The megalithic Yard is a unit of measurement of 2.72 imperial feet, or 82.9 cm, accurate to near (~), which would have been used by the “megalithic peoples” of the British Isles and Brittany.

The idea of a standard measure for the construction of megalithic sites goes back at least to, with William Stukeley who in 1740 during his study of Stonehenge suggests the use of a cubit of about 53 cm for the construction of the monument. It is then repeated by other authors such as Rene Kerviler, which in 1905 inclines for a measure of about 26 m divided into 48 cubits of about 53-54 cm for the megalithic monuments of Armorica. However, these are based on the study of a site or a limited number of sites. In 1955 Alexander Thom, a Scottish engineer, proposed a unit of measurement, the megalithic fathom, based on the systematic study of many sites in Great Britain, from careful field surveys with theodolite and Surveyor’s chain and specific plans that he establishes. In this megalithic breeze of 5.44 feet, he prefers in a 1962 article a main unit two times smaller of 2.72 feet which he calls the megalithic yard, and which he judges used with a precision close to a thousandth, to near (~). For Thom the determination of his standard unit, based essentially on a statistical analysis of the diameters of hoarded stone circles (cromlech), was established in 1955, and he would then content himself with “verifying” the use of this unit for his later records. , which involves much simpler statistical tools. This proposition of Thom is closely related to that of a geometry based on the Pythagorean triangles for the construction of these circles. The high degree of precision that Thom supports is not compatible with a diffusion by successive copies of standard rules, but supposes, as he writes himself, a centralized organization, capable of producing and disseminating these standard rules through The British Isles and Continental Brittany A. Thom is not the first to hypothesize a “megalithic” unit of measure, but Thom’s research methods have revived interest in astronomical interpretations of prehistoric monuments . Other systematic surveys were carried out by Scottish Miln, Schuchardt of Germany and Mondrijan of Austria. Thom’s conclusions were invalidated after new statistical analyzes and the identification of certain biases in the choice of his data. However, the widespread use in the megalithic era of a system of (less precise) measurements based on the human body remains possible.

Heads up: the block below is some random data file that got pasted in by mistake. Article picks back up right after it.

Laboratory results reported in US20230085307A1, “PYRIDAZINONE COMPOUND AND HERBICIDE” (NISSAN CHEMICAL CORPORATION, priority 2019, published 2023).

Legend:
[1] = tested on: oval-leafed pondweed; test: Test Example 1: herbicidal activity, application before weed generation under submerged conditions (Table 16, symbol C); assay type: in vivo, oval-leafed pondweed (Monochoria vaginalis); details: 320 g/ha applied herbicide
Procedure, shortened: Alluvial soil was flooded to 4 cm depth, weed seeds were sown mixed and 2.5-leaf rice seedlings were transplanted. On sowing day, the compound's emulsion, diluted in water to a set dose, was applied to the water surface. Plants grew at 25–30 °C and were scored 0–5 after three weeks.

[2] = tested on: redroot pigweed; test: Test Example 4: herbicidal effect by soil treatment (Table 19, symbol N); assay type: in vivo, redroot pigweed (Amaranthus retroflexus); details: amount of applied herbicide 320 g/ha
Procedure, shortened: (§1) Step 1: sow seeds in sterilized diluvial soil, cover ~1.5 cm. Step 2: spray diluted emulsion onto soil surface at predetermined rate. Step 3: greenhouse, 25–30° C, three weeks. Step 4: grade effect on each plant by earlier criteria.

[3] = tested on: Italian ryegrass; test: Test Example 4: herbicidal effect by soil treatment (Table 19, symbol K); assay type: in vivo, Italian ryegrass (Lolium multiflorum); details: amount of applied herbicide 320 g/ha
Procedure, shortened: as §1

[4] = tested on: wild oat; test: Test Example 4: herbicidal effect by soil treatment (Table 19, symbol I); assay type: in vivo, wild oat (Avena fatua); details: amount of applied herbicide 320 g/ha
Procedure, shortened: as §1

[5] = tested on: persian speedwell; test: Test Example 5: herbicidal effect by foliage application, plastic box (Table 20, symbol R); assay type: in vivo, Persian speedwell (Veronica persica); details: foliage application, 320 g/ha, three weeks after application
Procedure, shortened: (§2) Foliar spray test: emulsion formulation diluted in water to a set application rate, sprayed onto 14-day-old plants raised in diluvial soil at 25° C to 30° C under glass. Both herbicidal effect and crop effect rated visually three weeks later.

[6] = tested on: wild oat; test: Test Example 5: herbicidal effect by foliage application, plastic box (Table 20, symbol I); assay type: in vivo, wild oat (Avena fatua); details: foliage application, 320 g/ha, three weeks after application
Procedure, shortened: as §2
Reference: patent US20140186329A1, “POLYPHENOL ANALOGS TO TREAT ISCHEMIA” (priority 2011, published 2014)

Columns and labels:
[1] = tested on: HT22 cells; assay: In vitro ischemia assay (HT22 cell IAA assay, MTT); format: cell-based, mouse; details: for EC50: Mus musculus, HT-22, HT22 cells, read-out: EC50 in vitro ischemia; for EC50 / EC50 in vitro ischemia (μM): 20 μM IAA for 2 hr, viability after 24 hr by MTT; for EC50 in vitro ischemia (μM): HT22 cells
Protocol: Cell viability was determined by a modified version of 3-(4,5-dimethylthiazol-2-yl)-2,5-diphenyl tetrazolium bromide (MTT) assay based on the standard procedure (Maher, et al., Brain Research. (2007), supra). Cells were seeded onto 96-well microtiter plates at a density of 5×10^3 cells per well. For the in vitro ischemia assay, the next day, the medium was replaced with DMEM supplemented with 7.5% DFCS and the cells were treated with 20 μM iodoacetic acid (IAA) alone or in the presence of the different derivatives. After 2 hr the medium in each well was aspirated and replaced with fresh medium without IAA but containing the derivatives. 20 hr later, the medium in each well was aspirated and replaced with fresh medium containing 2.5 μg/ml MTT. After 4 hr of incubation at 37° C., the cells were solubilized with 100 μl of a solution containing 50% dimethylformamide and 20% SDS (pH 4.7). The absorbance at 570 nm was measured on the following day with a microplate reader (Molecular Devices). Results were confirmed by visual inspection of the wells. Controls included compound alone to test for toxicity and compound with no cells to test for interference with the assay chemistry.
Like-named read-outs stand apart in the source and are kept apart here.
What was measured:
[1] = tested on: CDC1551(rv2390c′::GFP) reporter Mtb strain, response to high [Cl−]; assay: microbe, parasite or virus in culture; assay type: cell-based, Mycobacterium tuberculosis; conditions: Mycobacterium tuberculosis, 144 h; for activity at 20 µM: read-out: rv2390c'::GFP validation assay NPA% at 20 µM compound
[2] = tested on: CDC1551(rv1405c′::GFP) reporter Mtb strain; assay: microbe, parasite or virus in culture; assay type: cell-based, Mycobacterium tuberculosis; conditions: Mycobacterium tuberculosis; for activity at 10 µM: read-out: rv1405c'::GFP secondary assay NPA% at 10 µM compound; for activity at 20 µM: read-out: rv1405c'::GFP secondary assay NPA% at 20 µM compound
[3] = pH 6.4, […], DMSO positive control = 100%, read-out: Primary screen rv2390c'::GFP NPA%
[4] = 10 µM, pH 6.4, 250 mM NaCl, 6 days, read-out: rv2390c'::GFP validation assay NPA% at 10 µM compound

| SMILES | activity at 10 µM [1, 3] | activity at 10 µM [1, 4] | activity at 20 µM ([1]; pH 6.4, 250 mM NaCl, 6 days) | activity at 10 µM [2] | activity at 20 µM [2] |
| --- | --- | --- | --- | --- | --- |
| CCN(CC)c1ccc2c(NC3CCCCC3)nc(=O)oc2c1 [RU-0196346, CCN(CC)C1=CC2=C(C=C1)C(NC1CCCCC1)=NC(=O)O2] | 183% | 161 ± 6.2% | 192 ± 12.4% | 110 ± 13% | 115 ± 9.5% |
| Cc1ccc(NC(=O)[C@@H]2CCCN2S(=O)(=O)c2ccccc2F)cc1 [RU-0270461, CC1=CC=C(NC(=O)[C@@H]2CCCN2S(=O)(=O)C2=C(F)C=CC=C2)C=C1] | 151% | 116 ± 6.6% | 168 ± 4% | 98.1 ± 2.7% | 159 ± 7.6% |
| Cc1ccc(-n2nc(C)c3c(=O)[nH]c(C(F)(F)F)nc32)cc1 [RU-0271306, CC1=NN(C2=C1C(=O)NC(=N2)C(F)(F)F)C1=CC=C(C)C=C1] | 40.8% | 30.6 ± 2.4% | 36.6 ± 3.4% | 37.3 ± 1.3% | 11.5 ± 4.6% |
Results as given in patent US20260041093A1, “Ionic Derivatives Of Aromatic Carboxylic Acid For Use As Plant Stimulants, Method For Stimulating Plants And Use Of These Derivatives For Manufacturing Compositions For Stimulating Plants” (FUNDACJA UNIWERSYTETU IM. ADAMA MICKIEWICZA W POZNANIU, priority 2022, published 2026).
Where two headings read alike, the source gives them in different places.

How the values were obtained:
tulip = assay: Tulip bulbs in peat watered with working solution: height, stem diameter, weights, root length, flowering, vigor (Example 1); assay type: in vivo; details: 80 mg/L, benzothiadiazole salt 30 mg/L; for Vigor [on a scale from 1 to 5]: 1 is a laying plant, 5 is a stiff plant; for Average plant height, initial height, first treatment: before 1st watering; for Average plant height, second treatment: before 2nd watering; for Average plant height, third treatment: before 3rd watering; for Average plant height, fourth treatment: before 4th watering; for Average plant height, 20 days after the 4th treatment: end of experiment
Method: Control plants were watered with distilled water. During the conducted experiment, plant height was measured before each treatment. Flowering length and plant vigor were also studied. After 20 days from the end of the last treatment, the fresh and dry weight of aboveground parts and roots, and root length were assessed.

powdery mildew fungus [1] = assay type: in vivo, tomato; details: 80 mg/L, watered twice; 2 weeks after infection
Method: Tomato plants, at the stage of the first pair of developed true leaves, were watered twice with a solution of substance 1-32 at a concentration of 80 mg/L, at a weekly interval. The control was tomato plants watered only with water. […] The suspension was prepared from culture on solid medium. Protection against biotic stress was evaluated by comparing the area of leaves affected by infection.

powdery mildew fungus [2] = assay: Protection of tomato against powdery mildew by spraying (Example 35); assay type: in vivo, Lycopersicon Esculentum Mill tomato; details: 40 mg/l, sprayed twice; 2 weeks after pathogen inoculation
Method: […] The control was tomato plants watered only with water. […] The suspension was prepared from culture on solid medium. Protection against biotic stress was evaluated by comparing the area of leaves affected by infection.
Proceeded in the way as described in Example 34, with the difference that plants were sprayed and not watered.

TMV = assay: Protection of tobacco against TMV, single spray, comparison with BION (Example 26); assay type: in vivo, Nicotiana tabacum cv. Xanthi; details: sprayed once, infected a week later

This hypothesis is difficult to envisage for the scientific community, which does not recognize the possibility of a unit of measurement of such widespread and specific precision at that time. However, given the very large number of measures, it is possible to include a margin of error sufficient to decide the question or not. This was done by the statistician D. G. Kendall of the University of Cambridge in 1974, concluding that there are 99 chances out of 100 that the megalithic yard has existed. In 1983, Gérardin challenged Kendall’s model. It should be noted that neither Kendall nor Gérardin studied the records of Professor A Thom and his son on the major megalithic site of Carnac, where he noted that the gap between the lines of Menec West and Kermario is a whole number of 8,10, 12 or 14 megalithic yards.

Report on the Carnac Alignments project, Jean Pierre Mohen.